Fr. 71.00

Sacred Modernity - The Holy Embrace of Modernist Architecture

English, German · Hardback

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Sacred Modernity documents the dramatic shift in ecclesiasticalarchitecture across post-war Europe. Spurred on bythe modernizing impulses of the Second Vatican Councilin the early 1960s, and in search for an appropriate architecturallanguage that showed that the Catholic Churchwas still relevant to the modern world, this was the periodwhen the church married the atheist architect, and bore achild of pure form. Among these structures, some exude ajoyful antagonism, while others emanate a cold minimalism.Boldly designed, outrageous and provocative for theirtime, the aesthetic of this period still ignites great debatebetween modernists and traditionalists.
Half a century on, this study traces how their materials andideals have matured and patinated. Remaining amongstthe most unique buildings within our public sphere, theyare future visions from the near past that seem to anticipatesocieties current shift away from organized religiontowards an individual spirituality.
The book represents the first attempt by a photographer tocollate the religious architecture of the mid-century highmodern years that took many forms, from Brutalism toStructural Expressionism, under a singular artistic vision.
JAMIE McGREGOR SMITH (*1982, Weymouth, UK) studiedphotography at Staffordshire University, graduating in 2006.Inspired by the American New-Topographic movement, he beganhis documentary records with the defunct pottery industry in theBritish midlands, the collapse of the motor industry in Detroit, orthe abandoned Athens Olympics stadiums. His works have beenpublished by The New York Times, The Guardian, the FinancialTimes, Wallpaper*, Architectural Digest and Vanity Fair.

Summary

Sacred Modernity
documents the dramatic shift in ecclesiastical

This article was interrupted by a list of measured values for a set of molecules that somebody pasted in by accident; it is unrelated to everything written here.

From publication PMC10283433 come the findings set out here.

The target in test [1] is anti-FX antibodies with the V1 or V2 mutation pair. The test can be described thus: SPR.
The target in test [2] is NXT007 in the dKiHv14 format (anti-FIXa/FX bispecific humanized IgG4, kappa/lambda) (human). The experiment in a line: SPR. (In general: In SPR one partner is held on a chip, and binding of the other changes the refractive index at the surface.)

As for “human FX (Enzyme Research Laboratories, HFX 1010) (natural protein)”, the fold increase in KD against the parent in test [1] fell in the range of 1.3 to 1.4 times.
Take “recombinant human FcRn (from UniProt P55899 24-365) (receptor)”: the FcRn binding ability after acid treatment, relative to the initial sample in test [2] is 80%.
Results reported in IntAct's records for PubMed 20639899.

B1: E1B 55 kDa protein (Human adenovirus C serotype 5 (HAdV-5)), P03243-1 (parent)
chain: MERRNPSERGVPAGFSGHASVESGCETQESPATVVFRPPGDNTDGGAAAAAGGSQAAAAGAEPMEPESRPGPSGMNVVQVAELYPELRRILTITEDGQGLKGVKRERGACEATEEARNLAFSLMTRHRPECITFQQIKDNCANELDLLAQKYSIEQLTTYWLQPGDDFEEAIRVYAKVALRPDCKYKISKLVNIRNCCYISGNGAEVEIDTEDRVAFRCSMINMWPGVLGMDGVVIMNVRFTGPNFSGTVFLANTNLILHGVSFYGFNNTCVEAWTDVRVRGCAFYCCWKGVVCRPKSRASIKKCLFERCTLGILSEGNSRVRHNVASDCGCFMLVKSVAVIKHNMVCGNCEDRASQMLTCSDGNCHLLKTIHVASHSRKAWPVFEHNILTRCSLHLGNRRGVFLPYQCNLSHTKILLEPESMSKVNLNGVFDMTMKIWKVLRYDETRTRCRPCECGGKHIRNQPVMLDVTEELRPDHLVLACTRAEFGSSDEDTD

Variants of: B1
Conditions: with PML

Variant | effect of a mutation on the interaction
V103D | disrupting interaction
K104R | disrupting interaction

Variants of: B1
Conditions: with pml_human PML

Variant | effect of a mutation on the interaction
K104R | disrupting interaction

architecture across post-war Europe. Spurred on by
the modernizing impulses of the Second Vatican Council
in the early 1960s, and in search for an appropriate architectural
language that showed that the Catholic Church
was still relevant to the modern world, this was the period
when the church married the atheist architect, and bore a
child of pure form. Among these structures, some exude a
joyful antagonism, while others emanate a cold minimalism.
Boldly designed, outrageous and provocative for their
time, the aesthetic of this period still ignites great debate
between modernists and traditionalists.



Half a century on, this study traces how their materials and
ideals have matured and patinated. Remaining amongst
the most unique buildings within our public sphere, they
are future visions from the near past that seem to anticipate
societies current shift away from organized religion
towards an individual spirituality.



The book represents the first attempt by a photographer to
collate the religious architecture of the mid-century high
modern years that took many forms, from Brutalism to
Structural Expressionism, under a singular artistic vision.


JAMIE McGREGOR SMITH (*1982, Weymouth, UK) studied
photography at Staffordshire University, graduating in 2006.
Inspired by the American New-Topographic movement, he began
his documentary records with the defunct pottery industry in the
British midlands, the collapse of the motor industry in Detroit, or
the abandoned Athens Olympics stadiums. His works have been
published by
The New York Times, The Guardian, the Financial
Times, Wallpaper*, Architectural Digest

and
Vanity Fair.

Report

»Whatever the flavour of your religious persuasion, an impressive interior will have the power to inspire awe. That's certainly the case for these architectural wonders, some little known and rarely visited.« Jonathan Bell Wallpaper*, 02.09.2022

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